Writer: Kwan Fui Hiew 

As far as I could remember, 4-5 years ago when cellular network is still dominated by 2G and 3G technology carried on a few typical frequency bands such as AWS, 1900MHz, 850MHz etc, PIM (Passive intermodulation) isn’t a concern at all to many mobile operators. In fact, mobile operator doesn’t care much about PIM until recently.

The main reason behind this mindset change is that overwhelming data usage especially indoor area has been constantly pushing operators to acquire more spectrum for LTE deployment. As a result, more and more frequency band carriers are combined into indoor DAS nowadays from each operator. PIM issue started surface out to result in uplink noise rise on certain frequency band after introducing additional LTE carriers into the DAS. For instance, introducing LTE 700MHz mixing with existing 850MHz carrier may generate 4th order PIM product falling on 1900MHz (band 2) uplink band. Secondly, to stay competitive, mobile operators care a lot about the user experience in term of throughput, latency performance etc. Serious PIM issue will negatively affect user experience which is critical for user churn rate, considering similar data subscription plan offered by the operators.

A couple of times when meeting up with mobile operator, they often raise a question “What kind of PIM specification is required for those passive product like combiner, antenna etc?” The answer really depends on which stage the passive component is located in the DAS and also the input power level into the component. Typically, -160dBc is recommended for first stage of passive DAS, which is a combiner or POI or the first passive component (splitter, coupler) immediately after base station. This stage is particularly critical due to the high base station output power. For other passive components far away or at least 10dB DAS loss away, -150dBc is generally good specs to handle the situation.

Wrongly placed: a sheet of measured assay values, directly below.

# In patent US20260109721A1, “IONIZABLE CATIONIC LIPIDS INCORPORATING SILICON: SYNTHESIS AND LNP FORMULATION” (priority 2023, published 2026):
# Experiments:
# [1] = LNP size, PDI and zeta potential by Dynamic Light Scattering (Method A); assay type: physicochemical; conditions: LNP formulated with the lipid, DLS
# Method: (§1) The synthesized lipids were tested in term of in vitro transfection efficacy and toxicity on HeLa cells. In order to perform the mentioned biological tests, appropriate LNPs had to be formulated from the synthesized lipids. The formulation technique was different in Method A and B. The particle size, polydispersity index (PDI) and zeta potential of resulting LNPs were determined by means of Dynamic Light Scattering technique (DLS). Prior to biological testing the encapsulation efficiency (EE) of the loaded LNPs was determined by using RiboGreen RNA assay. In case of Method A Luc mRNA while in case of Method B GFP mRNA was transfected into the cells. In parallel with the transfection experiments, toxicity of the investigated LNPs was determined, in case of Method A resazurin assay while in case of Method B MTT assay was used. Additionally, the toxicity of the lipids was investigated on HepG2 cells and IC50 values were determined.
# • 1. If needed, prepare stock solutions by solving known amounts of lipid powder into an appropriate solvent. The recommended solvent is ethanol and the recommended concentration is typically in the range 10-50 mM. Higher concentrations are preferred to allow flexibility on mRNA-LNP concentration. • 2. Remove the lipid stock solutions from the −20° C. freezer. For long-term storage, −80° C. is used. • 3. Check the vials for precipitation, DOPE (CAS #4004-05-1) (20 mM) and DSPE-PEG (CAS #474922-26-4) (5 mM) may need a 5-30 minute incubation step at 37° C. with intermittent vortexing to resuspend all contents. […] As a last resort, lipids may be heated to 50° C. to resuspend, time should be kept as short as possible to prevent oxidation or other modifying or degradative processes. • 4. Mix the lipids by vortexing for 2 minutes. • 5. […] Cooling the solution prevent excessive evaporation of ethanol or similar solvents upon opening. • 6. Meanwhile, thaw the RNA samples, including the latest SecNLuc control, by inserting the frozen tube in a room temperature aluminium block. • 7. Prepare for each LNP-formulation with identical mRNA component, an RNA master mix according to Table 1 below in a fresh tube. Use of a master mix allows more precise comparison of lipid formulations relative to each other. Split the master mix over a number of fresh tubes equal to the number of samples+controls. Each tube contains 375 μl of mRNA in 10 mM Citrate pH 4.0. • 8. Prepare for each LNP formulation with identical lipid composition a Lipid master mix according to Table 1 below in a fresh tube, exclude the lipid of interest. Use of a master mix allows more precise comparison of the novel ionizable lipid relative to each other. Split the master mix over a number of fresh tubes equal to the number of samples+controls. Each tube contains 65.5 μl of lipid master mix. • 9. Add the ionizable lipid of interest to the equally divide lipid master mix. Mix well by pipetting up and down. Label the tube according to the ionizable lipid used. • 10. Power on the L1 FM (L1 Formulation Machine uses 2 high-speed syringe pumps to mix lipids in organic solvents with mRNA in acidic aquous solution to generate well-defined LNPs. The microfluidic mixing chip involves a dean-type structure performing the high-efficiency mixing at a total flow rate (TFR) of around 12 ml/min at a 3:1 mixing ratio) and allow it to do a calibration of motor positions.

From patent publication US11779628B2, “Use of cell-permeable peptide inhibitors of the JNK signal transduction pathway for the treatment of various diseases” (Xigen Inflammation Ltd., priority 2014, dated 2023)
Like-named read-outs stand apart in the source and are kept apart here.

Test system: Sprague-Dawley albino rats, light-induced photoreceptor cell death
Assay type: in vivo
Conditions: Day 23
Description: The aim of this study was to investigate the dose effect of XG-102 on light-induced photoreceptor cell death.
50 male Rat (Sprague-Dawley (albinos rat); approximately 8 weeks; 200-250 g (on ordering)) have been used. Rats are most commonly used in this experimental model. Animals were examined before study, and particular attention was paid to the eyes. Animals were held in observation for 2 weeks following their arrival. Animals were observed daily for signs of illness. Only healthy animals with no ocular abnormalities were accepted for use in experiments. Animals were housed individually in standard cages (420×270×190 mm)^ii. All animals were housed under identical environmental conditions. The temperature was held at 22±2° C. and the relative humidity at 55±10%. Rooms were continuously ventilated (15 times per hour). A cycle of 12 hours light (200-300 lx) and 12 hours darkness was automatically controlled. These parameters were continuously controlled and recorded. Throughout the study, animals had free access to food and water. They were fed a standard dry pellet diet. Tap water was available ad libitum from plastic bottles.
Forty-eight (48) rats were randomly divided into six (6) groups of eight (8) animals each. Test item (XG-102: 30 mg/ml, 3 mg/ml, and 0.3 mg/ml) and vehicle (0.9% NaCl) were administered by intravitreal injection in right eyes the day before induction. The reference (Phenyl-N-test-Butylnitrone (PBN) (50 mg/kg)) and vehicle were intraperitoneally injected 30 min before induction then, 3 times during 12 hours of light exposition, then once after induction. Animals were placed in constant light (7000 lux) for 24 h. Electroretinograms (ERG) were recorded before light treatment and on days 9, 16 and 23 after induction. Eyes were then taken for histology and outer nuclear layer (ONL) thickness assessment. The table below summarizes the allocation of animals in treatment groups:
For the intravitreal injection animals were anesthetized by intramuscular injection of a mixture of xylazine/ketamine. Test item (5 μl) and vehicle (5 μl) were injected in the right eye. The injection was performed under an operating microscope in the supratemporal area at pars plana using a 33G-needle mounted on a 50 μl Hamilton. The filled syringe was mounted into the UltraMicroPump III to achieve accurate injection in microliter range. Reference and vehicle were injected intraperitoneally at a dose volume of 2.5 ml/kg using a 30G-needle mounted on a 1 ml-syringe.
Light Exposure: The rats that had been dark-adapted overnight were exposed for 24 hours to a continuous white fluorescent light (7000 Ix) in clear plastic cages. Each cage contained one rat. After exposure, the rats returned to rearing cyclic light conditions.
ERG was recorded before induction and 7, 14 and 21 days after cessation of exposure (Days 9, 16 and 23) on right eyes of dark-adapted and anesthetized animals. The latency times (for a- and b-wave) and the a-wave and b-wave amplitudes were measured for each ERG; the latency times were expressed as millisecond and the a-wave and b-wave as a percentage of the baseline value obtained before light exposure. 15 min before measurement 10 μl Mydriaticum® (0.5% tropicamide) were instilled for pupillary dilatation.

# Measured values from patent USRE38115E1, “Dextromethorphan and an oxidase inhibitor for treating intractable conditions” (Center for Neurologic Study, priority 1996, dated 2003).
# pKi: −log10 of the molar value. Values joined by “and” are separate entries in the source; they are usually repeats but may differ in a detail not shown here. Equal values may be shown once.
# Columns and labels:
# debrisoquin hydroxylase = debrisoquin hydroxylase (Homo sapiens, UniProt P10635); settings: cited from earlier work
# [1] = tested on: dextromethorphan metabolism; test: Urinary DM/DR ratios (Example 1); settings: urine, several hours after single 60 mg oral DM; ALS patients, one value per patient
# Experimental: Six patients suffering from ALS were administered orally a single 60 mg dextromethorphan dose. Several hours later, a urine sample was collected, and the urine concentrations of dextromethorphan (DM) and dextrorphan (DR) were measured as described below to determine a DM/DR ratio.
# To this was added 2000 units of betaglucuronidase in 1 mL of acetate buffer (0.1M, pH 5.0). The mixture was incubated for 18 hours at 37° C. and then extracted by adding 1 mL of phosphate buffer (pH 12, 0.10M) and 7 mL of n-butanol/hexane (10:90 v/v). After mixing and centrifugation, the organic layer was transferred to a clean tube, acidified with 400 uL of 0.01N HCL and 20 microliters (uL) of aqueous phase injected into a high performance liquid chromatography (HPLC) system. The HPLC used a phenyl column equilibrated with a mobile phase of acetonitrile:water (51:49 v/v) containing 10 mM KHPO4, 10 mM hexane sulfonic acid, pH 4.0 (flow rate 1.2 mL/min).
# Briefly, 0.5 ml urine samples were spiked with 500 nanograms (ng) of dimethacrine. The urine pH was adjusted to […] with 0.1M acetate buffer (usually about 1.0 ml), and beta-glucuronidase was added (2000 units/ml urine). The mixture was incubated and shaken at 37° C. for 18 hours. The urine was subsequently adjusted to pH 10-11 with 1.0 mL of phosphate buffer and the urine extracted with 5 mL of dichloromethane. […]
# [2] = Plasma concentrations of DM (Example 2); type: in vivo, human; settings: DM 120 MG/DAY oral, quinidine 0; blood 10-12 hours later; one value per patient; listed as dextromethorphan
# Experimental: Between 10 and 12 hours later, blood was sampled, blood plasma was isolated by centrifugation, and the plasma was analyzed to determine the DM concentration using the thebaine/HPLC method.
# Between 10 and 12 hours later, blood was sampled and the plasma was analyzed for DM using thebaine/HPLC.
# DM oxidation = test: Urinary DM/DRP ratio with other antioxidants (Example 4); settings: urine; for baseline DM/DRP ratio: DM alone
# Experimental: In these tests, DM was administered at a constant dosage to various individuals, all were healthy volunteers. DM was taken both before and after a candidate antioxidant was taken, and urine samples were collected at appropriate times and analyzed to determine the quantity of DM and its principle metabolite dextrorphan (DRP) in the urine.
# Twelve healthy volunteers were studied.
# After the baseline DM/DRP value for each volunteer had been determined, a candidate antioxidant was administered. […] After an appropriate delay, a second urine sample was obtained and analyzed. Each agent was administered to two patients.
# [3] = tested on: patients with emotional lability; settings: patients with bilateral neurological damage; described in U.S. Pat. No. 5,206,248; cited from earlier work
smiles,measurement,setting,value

However, to achieve high linearity in the whole system or cell site, good workmanship is required on top of the low PIM product as discussed above. Cell site linearity will drastically decline if there is any PIM source found in your DAS network. What is a PIM source? PIM source is nothing but can be an untightened connection, bending on RF cable, external metal object in front of antenna, metal flakes in connector, rusty mounting bracket, and poor connector termination. Strong PIM product will be generated by non-linearity in the cell site as mentioned above.

In summary, there are three key takeaways:

  1. Low PIM product is recommended for DAS location where there is high input power (or it is close to base station)
  2. Based on the spectrum allocation, operator must work out the potential PIM victim (which frequency band) under multi-carrier and multi-operator combined DAS
  3. Operator requires to monitor the cell site statistics closely to determine whether there is any PIM issue. The only way to solve the PIM issue is to remove the PIM source. Hence, good workmanship for building a DAS network is very important to ensure high linearity in the cell site.